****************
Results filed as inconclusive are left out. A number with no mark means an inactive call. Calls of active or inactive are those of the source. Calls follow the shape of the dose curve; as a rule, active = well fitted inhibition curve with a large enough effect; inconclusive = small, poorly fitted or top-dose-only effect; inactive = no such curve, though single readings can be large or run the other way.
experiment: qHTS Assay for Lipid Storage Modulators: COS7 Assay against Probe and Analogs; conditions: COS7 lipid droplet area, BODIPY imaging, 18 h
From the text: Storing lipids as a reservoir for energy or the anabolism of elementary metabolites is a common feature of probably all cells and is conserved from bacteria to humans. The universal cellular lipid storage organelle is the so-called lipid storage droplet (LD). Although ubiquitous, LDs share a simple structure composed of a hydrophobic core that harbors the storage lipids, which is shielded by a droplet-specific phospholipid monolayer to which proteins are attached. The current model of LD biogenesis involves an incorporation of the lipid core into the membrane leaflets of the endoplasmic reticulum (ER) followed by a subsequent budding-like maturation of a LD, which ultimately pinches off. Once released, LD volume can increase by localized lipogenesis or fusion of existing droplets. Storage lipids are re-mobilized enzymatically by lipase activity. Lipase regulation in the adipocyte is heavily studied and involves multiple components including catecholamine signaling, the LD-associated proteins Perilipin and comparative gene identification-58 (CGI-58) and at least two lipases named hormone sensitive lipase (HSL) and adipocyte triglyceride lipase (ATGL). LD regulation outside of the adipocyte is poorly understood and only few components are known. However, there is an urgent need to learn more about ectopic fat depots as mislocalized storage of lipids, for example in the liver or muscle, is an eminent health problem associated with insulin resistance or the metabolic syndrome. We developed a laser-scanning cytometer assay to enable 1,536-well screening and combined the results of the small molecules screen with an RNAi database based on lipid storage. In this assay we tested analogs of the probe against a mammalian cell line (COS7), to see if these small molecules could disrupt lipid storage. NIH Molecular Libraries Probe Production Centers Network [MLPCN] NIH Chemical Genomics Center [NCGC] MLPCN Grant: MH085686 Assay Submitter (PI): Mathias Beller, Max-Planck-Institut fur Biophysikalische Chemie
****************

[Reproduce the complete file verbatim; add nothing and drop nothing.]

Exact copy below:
Results filed as inconclusive are left out. A number with no mark means an inactive call. Calls of active or inactive are those of the source. Calls follow the shape of the dose curve; as a rule, active = well fitted inhibition curve with a large enough effect; inconclusive = small, poorly fitted or top-dose-only effect; inactive = no such curve, though single readings can be large or run the other way.
experiment: qHTS Assay for Lipid Storage Modulators: COS7 Assay against Probe and Analogs; conditions: COS7 lipid droplet area, BODIPY imaging, 18 h
From the text: Storing lipids as a reservoir for energy or the anabolism of elementary metabolites is a common feature of probably all cells and is conserved from bacteria to humans. The universal cellular lipid storage organelle is the so-called lipid storage droplet (LD). Although ubiquitous, LDs share a simple structure composed of a hydrophobic core that harbors the storage lipids, which is shielded by a droplet-specific phospholipid monolayer to which proteins are attached. The current model of LD biogenesis involves an incorporation of the lipid core into the membrane leaflets of the endoplasmic reticulum (ER) followed by a subsequent budding-like maturation of a LD, which ultimately pinches off. Once released, LD volume can increase by localized lipogenesis or fusion of existing droplets. Storage lipids are re-mobilized enzymatically by lipase activity. Lipase regulation in the adipocyte is heavily studied and involves multiple components including catecholamine signaling, the LD-associated proteins Perilipin and comparative gene identification-58 (CGI-58) and at least two lipases named hormone sensitive lipase (HSL) and adipocyte triglyceride lipase (ATGL). LD regulation outside of the adipocyte is poorly understood and only few components are known. However, there is an urgent need to learn more about ectopic fat depots as mislocalized storage of lipids, for example in the liver or muscle, is an eminent health problem associated with insulin resistance or the metabolic syndrome. We developed a laser-scanning cytometer assay to enable 1,536-well screening and combined the results of the small molecules screen with an RNAi database based on lipid storage. In this assay we tested analogs of the probe against a mammalian cell line (COS7), to see if these small molecules could disrupt lipid storage. NIH Molecular Libraries Probe Production Centers Network [MLPCN] NIH Chemical Genomics Center [NCGC] MLPCN Grant: MH085686 Assay Submitter (PI): Mathias Beller, Max-Planck-Institut fur Biophysikalische Chemie